You, too, can stop a school shooter

    What’s special about Antoinette Tuff is that the actions she took are nothing you or I couldn't do as well.
    A still of Antoinette Tuff on WSBTV, somewhat altered. (Perezitos)
    A still of Antoinette Tuff on WSBTV, somewhat altered. (Perezitos)

    When someone does something dazzling — like talking down a would-be mass murderer who enters a school to start shooting — it’s easy to feel like we couldn’t do that ourselves. But what’s special about Antoinette Tuff, the elementary school secretary who did just this in Georgia last week, is that the actions she took are nothing you or I couldn’t do as well. The steps she took are consistent with many other stories I’ve encountered of effective nonviolent resistance against a violent threat.

    In a video interview, Tuff acknowledged that she was “terrified.” A man came into the school office with heavy automatic weapons and ammunition on display, and he said that he expected to die that day.

    Tuff, a young mother, struck up a conversation. She didn’t give up trying to stop him even as she heard police arriving for a shoot-out that might leave a number of children and school personnel dead. By the end of their conversation, the shooter surrendered himself.

    As they talked, she refused to accept the shooter’s script for how the day would go, explicitly contradicting it multiple times: “You don’t need to die,” she reminded him. She didn’t pretend to hide her fear and reach for bravado. Instead, she related to what in the shooter was, in his own broken way, authentic.

    She listened. She learned that he hadn’t taken his medication. She asked further questions and each time waited for him to answer, sometimes repeating his answers back to let him know she was listening. She anchored herself as she sat in her chair behind the desk, remembering that she had a relationship with a higher power.

    As she listened, she accessed from inside herself various points of identification. He said his last name was Hill, which she said was her mom’s maiden name. She told the shooter about her disabled son. Her own life has been hard. She told him little stories about herself, hoping that something in them would connect with his own life, and sometimes they did.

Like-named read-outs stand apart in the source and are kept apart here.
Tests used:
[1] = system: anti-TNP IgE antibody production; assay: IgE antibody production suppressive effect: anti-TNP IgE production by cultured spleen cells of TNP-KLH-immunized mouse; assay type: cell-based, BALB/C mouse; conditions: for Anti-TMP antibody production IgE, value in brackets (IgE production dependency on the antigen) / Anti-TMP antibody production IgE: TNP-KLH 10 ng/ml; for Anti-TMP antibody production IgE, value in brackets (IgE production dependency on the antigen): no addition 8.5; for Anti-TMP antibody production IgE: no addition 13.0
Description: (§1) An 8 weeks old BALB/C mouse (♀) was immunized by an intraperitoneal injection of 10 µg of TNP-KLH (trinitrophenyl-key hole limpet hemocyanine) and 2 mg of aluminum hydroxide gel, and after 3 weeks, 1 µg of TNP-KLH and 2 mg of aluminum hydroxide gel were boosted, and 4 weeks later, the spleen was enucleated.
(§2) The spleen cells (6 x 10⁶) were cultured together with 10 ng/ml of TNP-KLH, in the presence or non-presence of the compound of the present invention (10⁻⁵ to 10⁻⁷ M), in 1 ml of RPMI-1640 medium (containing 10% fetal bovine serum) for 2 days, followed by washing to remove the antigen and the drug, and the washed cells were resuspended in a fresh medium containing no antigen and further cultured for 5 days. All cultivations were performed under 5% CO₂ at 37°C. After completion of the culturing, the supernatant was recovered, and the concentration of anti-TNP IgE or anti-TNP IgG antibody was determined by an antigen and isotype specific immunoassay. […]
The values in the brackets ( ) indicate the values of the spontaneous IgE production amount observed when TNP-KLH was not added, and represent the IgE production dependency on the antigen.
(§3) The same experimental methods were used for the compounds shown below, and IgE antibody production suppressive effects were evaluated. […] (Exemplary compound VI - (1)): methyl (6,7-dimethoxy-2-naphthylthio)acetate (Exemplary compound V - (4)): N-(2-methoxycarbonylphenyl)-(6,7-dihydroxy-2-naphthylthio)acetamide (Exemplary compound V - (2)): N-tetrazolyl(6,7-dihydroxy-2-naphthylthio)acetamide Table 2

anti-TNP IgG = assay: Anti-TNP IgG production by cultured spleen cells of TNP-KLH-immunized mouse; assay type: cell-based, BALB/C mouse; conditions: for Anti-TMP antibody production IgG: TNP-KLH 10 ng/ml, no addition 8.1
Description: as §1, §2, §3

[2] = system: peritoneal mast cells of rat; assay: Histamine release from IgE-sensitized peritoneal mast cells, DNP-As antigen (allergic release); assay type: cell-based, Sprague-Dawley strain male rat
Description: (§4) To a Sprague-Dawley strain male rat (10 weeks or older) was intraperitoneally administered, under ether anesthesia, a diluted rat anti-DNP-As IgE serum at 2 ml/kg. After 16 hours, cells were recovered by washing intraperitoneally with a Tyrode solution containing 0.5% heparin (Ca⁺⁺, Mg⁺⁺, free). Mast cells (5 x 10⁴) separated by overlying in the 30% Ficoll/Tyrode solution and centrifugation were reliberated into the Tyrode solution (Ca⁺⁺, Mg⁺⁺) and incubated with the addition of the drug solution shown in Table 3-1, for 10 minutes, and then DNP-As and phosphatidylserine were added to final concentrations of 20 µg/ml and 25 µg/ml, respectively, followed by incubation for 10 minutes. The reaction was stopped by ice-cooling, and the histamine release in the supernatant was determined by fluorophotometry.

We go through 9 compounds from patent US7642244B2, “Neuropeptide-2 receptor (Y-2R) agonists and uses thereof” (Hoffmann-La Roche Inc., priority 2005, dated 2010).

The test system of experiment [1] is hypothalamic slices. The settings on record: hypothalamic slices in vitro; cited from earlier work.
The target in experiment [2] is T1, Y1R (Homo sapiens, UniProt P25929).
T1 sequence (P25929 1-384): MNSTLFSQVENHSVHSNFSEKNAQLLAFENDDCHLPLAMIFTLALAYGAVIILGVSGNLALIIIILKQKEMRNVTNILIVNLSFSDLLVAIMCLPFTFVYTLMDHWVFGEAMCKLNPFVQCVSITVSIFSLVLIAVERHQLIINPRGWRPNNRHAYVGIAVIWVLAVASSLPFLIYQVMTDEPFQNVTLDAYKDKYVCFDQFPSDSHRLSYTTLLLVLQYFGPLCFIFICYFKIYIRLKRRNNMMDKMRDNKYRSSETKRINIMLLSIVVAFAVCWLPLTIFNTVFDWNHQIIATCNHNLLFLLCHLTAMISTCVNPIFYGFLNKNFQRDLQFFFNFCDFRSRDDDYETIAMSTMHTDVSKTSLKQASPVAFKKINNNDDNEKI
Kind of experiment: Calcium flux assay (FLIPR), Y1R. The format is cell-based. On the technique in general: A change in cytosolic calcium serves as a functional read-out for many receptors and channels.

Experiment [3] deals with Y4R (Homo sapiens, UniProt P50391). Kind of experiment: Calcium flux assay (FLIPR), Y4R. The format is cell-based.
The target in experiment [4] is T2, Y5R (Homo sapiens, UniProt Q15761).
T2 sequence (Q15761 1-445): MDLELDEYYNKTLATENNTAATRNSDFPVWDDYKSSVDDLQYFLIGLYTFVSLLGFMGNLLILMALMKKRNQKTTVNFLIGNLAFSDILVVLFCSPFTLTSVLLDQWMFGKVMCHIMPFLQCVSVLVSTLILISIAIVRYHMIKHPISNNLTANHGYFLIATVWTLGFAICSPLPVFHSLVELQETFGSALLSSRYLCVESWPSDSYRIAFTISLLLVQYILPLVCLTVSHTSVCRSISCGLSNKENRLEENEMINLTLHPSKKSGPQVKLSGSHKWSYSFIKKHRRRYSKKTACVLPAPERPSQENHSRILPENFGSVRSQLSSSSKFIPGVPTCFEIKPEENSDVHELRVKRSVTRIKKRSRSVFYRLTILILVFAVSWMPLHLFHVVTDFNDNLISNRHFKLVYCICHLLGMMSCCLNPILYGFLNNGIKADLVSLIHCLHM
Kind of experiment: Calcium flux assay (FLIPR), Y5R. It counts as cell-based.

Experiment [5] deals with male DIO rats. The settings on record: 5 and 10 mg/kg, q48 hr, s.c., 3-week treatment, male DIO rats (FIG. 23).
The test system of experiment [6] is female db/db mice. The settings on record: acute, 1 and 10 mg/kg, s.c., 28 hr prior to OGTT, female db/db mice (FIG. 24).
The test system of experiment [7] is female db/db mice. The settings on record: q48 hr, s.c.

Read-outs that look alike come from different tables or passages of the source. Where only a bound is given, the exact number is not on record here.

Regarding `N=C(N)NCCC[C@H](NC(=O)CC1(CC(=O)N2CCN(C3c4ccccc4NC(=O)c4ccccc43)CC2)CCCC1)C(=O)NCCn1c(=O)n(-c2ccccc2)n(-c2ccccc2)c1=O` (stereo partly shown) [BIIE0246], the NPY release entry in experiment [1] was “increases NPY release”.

She affirmed him. When he said he’d gone to that school as a boy, she said she remembered him (although that may have been an exaggeration). At one point she said, “I love you.” At another point she called him “sweetie.”

    She reassured him. She said that he could drink the water he’d brought with him, that she would stay right there with him, that she would sit in plain sight so the police could see that she was okay and not harmed.

    She waited until he began to trust her before she gave instructions. Then she told him to put his weapons on the table and, after that, to lie on the floor behind the office counter, putting a kind of shield between him and the police. And then what almost certainly would have been a horrible tragedy was over.

    In no way do I mean to diminish how remarkable her intervention was. She was a hero, no doubt. But we don’t need to let that fact make her actions seem more extraordinary than they were. I believe our job is not to let heroes make us feel smaller, but instead to learn from them and grow so that on a good day we, also, can pull off a saving grace.

    By choosing to be courageous (and I believe it is a choice), Antoinette Tuff expanded her perception and was able to notice many things that she could make work for her, aspects about him and also about her own situation. That’s pro-survival.

    When we’re up against a violent threat, however, it’s easy to imagine that those using violence are simple-minded and have only one goal. That kind of narrowing is anti-survival.

    People who succeed in diffusing potentially violent situations often do so with some way of broadening their initial perception of the conflict. We can pay attention to the group dynamics of the attackers and use what we learn to undermine their self-confidence. We can build social ties with the people around us to ensure it’s clear that we’re looking out for one another. We can step back from provocations and respond with calm and dignity.

    The would-be mass murderer whom Antoinette Tuff encountered at the office that morning would get high ratings from anyone for single-mindedness. But rather than focusing on that, she chose to widen her perception and discover a side of him other than how he initially presented himself.

    It is a lesson for us all.

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